Insurance Horror Stories

Here’s mine (call it being frustrated at things that don’t make sense):

Share yours here.

I’ll share mine here. I get a nice letter from our insurance, which we have had since January that they are looking into the huge claim in May when my son was diagnosed-he was in the PICU, had emergency transportation from a small hospital, etc because they think his diabetes is “pre-existing”. I got on the phone immediately, I was put on hold and the music stopped to say “diabetes is preventable by diet and exercise and you can reverse it by diet and exercise” grrr. The lady comes on and basically calls me a liar, I politely explain to her that I was on tricare-my husband was in the navy-beforehand and if he was sick before January we would have taken him in since tricare is free. I also tell her that there’s no way I could have my son walking around with type 1 diabetes for 5 months untreated without him dying-she seriously doesn’t know the difference between type 1 and 2, I know my uncle had type 2 and didn’t treat it and it took months for him to die of heart disease. type 1 can get ugly real fast.
So after all this, I ask her when I will know if they have denied my claim or not-her response “when you get that bill that’s over 25k you will know if we denied it” If they do we’re getting a lawyer.

I had a very similar issue as Manny.
When my daughter got put on insulin pump we were told to test more, especially in the beginning to get it all configured correctly. So I got a script for 10 test strips a day, took it to the pharmacy where I always get my suppplies in three month increments, got it filled, took it home, and when I opened it, I reliazed they only gave me 6 strips per day.
I had to go all the way back to the pharmacy to question it (plus, they only gave me ONE bottle of insulin for three months, yet they charged me three monthly copays!.. and I got wrong back-up syringes… A whole another story).
The (new) pharmacist told me that insurance refused it and I need to take it up with them.
I called the insurance and they said that there was no pre-authorization from the Dr (what? Prescription is not good enough?..)
I called the Dr office and left a message for them to call my insurance to “pre-authorize”.
Dr called me back and said that it was up to the pharmacist to overwrite the allowed amount of strips.
So, I was back to square one, ready to scream. This time I talked to a different pharmacist, explained what was going on and she said “hold on, let me call the insurance”.
She called them and they, again, refused it. So, guess what?.. She called then again right there, 1 minute later, and they APPROVED it!
I don’t get it sometimes, and I am not looking to the new prescription. I am afraid I will have to do this all over again. :frowning:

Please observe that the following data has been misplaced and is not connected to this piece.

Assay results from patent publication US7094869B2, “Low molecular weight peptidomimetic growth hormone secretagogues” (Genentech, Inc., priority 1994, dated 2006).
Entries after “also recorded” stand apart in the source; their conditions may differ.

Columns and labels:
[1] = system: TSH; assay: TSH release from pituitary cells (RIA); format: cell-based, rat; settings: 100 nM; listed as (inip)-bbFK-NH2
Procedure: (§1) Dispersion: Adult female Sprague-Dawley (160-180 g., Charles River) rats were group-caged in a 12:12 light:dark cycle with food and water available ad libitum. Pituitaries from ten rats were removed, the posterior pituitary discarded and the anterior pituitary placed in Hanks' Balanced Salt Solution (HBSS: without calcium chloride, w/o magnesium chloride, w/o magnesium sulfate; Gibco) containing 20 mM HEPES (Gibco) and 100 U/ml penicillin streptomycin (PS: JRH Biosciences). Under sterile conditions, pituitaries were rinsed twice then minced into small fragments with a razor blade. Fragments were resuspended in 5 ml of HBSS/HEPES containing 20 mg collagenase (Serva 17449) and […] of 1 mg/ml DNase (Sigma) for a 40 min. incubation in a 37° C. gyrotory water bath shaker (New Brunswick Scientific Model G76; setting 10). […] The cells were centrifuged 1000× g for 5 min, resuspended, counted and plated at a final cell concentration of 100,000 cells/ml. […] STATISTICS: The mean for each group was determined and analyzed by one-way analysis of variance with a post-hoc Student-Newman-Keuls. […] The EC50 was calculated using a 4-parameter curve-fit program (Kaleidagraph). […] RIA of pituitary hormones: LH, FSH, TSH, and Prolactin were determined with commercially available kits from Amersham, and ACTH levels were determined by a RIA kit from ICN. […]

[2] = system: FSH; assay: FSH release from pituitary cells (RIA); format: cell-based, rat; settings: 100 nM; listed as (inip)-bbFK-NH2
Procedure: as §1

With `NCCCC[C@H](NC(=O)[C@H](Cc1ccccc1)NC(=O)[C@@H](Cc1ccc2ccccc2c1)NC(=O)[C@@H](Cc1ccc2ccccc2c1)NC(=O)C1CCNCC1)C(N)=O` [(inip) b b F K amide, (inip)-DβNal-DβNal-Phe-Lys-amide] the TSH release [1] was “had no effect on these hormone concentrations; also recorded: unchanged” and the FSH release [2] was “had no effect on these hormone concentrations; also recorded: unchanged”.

I called them because they were requesting more information, my mother in law used to work for an insurance company and she said the doctors probably left out one little word or something in the documents so this is all coming about. Thanx for the advice, my husbands company’s HR is actually great-which is amazing so that might come in handy!

My insurance (sounds like a mountain) originally told me that to get a pump, I’d have to follow the old, outdated Medicare guidelines. My endo told me some of his patients had to run their A1c above 7 on purpose to get coverage. I just couldn’t do that. However, then I moved to Washington state, where the law says they have to cover it without imposing all those restrictions. Many other things are also mandated to be covered.

Apparently insulin pump training is not, though. Last week, six months after I completed my (useless and totally inappropriate, btw) pump training, I got my final bill: $210. My insurance paid $625, so that tells you something. Another thing that kind of galls me is they will only pay $6.70 for an A1c, so I have to pay the other $15. How does that make sense? Don’t they want me to get one?

I know, it doesn’t sound that bad. Well, I get 8 prescriptions per month, for a total of $195. I have to buy additional test strips at $207/month. Pump supplies aren’t bad - $68/month. So our total so far is $470/month plus whatever office visits I have.

Now for the fun part. In my husband’s industry here, everyone hires through temp agencies, so he hasn’t been able to get a position with benefits. So, we’re still on COBRA, which is $823. Final total: $1293/month if I don’t have to see a doctor. Good thing my husband never gets sick (knock on wood)!

Not mine, but a friend’s. Apparently their health insurance covers T2/adult-onset diabetes, but does not cover the diabetes-related costs of their T1 ten-year-old. Their out-of-pocket on supplies and medications (the girl has an Animas pump) is $2000/month. From what their doctors have been saying, it sounds like their school-aged son is going to kick over the line to diabetic within the next year or so, so the costs will double. The girl needs dental work that requires an IV, so it will have to be done in a hospital setting. The insurance company has flat-out refused to cover it; apparently the parents have gone through all the appeals, to no avail.

Has anyone else had issues of a child’s diabetes not being covered by health insurance?